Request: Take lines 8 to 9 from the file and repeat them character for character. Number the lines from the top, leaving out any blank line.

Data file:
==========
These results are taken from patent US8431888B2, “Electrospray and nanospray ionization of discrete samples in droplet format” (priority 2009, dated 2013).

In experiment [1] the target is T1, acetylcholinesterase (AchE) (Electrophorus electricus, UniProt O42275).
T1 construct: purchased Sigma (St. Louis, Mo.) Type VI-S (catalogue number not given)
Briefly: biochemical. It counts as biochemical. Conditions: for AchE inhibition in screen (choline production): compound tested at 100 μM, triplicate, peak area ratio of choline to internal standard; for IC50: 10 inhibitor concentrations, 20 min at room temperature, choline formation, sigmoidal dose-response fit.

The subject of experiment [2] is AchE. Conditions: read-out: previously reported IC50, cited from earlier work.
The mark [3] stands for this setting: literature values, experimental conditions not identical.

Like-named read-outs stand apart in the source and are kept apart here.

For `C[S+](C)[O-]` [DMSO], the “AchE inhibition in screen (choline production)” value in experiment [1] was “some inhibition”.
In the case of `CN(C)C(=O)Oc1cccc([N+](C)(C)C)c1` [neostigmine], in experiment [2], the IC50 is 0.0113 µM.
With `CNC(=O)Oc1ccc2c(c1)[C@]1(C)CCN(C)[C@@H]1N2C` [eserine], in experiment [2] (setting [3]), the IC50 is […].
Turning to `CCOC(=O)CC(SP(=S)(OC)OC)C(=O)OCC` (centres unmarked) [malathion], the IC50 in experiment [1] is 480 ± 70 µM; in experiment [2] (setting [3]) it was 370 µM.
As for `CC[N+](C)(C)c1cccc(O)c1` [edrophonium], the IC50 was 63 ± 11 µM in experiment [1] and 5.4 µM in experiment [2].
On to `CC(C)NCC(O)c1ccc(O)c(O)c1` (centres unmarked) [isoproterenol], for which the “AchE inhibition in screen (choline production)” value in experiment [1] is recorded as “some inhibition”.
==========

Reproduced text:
For `C[S+](C)[O-]` [DMSO], the “AchE inhibition in screen (choline production)” value in experiment [1] was “some inhibition”.
In the case of `CN(C)C(=O)Oc1cccc([N+](C)(C)C)c1` [neostigmine], in experiment [2], the IC50 is 0.0113 µM.